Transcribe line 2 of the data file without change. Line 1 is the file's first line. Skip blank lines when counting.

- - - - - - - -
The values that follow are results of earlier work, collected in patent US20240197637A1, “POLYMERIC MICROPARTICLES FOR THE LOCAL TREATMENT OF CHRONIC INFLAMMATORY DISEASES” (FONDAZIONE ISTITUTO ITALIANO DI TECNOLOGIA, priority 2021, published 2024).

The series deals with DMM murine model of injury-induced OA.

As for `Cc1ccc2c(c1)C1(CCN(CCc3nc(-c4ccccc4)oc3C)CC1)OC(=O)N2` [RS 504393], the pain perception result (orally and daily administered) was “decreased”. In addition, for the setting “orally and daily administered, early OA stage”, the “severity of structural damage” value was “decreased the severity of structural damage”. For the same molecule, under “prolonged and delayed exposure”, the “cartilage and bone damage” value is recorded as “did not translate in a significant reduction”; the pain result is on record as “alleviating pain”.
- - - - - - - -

The series deals with DMM murine model of injury-induced OA.